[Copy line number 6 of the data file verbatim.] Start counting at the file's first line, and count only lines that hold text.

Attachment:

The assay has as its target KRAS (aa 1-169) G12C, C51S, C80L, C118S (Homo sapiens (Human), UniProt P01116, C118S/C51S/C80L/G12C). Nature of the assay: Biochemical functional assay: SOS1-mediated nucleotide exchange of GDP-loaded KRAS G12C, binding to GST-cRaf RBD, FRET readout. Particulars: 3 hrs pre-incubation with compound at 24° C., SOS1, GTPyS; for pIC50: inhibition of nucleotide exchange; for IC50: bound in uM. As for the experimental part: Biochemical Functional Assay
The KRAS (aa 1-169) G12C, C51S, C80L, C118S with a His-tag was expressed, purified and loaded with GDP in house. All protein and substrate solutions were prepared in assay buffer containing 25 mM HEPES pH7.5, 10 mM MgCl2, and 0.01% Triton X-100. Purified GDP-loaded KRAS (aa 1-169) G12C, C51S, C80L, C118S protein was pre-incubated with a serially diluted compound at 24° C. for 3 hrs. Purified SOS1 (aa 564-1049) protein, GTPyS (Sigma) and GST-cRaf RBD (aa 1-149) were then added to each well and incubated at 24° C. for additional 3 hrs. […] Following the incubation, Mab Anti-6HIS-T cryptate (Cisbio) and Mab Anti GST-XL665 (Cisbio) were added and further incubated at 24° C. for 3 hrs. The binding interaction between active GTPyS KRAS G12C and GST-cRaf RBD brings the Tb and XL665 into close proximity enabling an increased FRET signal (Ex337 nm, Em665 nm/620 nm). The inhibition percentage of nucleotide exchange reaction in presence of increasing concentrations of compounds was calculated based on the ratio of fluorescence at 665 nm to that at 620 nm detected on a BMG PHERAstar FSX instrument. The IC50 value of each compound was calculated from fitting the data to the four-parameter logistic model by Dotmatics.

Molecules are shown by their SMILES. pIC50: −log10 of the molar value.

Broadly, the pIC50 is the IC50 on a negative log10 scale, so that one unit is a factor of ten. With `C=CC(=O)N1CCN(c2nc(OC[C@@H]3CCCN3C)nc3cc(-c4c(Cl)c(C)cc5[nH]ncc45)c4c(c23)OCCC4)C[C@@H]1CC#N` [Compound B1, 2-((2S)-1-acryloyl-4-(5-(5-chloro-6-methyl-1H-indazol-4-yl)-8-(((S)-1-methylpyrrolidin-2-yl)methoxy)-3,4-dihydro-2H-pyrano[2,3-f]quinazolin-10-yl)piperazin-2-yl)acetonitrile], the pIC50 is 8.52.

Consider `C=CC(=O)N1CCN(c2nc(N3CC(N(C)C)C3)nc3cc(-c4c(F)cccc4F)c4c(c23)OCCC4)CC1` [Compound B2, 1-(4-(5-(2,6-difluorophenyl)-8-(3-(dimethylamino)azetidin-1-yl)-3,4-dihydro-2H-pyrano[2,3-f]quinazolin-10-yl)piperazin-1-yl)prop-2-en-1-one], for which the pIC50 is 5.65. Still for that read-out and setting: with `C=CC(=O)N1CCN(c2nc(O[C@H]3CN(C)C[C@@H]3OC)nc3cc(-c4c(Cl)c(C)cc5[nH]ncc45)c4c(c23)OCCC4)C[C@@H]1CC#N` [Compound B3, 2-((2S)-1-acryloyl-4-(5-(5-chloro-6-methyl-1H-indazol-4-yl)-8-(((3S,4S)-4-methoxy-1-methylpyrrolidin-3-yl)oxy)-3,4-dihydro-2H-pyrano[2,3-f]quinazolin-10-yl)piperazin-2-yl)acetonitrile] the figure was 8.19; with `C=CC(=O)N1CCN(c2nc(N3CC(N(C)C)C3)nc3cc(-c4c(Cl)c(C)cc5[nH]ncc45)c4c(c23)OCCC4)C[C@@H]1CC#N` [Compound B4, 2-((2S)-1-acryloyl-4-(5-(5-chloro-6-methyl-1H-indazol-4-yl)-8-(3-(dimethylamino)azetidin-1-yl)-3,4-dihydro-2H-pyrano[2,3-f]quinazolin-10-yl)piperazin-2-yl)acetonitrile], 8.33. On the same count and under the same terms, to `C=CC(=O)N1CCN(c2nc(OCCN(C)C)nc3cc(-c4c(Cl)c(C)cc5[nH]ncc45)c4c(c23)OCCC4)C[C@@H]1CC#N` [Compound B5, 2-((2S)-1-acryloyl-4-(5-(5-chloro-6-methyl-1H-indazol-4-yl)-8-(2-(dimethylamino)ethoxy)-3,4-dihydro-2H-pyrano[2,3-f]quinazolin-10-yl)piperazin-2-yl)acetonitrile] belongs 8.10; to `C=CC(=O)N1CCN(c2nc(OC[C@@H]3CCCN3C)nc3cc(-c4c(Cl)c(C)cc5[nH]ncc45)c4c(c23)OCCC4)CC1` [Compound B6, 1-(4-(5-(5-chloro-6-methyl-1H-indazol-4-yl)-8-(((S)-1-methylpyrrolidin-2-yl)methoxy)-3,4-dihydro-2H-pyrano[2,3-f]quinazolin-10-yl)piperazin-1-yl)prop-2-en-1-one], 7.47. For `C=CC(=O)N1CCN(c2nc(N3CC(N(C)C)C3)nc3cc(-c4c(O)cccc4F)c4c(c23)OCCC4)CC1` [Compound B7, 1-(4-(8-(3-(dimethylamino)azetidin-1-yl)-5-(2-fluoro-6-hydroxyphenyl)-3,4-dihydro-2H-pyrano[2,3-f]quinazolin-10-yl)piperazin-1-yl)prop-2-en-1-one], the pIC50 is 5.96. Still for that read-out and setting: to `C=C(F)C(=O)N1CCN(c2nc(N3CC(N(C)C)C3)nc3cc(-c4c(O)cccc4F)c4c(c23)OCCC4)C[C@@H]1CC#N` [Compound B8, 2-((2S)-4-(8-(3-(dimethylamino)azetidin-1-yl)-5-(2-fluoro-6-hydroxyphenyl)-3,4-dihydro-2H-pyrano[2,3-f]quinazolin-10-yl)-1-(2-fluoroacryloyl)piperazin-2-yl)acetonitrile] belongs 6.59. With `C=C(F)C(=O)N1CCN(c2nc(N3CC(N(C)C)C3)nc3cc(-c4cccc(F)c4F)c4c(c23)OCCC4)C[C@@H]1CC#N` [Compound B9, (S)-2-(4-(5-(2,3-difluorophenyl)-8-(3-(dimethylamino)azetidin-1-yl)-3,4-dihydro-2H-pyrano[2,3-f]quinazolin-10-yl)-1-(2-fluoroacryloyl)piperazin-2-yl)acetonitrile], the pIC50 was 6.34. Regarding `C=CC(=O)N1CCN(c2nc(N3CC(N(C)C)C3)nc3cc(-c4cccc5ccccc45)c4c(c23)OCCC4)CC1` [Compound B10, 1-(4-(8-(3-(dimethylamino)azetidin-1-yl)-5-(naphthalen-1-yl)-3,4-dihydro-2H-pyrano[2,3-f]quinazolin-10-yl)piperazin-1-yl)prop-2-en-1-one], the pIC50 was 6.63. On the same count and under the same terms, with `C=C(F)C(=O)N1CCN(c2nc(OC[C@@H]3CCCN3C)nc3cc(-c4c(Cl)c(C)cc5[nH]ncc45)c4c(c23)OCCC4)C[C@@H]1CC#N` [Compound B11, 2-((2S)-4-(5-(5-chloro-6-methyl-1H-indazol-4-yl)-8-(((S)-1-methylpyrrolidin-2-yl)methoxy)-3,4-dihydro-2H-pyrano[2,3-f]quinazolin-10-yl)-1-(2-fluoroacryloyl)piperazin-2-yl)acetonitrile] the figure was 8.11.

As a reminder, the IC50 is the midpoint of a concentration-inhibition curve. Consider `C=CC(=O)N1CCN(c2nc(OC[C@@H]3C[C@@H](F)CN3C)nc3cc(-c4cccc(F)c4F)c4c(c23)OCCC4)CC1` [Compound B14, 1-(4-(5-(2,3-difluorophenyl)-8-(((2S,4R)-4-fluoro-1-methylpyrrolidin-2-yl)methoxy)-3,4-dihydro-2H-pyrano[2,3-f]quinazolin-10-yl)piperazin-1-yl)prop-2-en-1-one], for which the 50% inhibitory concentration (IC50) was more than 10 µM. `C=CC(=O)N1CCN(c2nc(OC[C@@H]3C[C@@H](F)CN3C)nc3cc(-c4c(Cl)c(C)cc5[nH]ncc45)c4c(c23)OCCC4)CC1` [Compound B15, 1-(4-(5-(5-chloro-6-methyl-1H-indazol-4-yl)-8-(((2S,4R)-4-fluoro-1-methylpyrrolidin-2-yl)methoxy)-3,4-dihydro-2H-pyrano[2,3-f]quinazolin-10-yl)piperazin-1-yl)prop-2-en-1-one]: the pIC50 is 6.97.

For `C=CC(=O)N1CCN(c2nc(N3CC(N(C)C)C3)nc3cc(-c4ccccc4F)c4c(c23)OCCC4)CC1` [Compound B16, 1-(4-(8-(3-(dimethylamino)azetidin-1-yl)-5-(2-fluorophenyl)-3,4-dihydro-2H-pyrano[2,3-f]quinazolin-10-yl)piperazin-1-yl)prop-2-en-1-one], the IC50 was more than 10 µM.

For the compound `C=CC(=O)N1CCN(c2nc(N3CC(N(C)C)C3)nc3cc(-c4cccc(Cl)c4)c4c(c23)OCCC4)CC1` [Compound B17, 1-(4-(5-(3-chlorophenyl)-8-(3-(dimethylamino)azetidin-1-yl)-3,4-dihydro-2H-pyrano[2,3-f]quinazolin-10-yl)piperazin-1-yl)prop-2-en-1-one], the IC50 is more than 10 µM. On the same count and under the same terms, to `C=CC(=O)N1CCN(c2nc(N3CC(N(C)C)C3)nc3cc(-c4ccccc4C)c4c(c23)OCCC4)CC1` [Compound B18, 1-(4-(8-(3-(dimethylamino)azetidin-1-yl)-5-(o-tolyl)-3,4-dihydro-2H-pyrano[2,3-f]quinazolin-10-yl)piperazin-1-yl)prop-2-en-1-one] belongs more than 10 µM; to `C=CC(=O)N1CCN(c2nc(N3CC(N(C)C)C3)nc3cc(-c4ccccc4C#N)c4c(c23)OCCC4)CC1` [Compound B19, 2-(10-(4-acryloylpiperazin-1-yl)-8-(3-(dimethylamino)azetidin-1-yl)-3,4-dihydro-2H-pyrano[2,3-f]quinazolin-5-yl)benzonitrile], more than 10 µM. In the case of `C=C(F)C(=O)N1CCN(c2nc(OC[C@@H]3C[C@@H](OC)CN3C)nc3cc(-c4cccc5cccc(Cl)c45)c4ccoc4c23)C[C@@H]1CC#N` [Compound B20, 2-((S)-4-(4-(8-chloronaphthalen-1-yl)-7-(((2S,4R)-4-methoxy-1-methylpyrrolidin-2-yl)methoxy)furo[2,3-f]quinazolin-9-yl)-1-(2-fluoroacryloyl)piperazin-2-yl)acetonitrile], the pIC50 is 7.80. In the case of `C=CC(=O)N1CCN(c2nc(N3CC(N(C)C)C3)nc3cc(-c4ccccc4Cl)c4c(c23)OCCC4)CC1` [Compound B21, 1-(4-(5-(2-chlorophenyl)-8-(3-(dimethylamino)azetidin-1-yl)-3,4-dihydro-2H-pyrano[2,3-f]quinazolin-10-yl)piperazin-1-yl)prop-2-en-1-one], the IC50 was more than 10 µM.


As a reminder, the IC50 is the midpoint of a concentration-inhibition curve. Consider `C=CC(=O)N1CCN(c2nc(OC[C@@H]3C[C@@H](F)CN3C)nc3cc(-c4cccc(F)c4F)c4c(c23)OCCC4)CC1` [Compound B14, 1-(4-(5-(2,3-difluorophenyl)-8-(((2S,4R)-4-fluoro-1-methylpyrrolidin-2-yl)methoxy)-3,4-dihydro-2H-pyrano[2,3-f]quinazolin-10-yl)piperazin-1-yl)prop-2-en-1-one], for which the 50% inhibitory concentration (IC50) was more than 10 µM. `C=CC(=O)N1CCN(c2nc(OC[C@@H]3C[C@@H](F)CN3C)nc3cc(-c4c(Cl)c(C)cc5[nH]ncc45)c4c(c23)OCCC4)CC1` [Compound B15, 1-(4-(5-(5-chloro-6-methyl-1H-indazol-4-yl)-8-(((2S,4R)-4-fluoro-1-methylpyrrolidin-2-yl)methoxy)-3,4-dihydro-2H-pyrano[2,3-f]quinazolin-10-yl)piperazin-1-yl)prop-2-en-1-one]: the pIC50 is 6.97.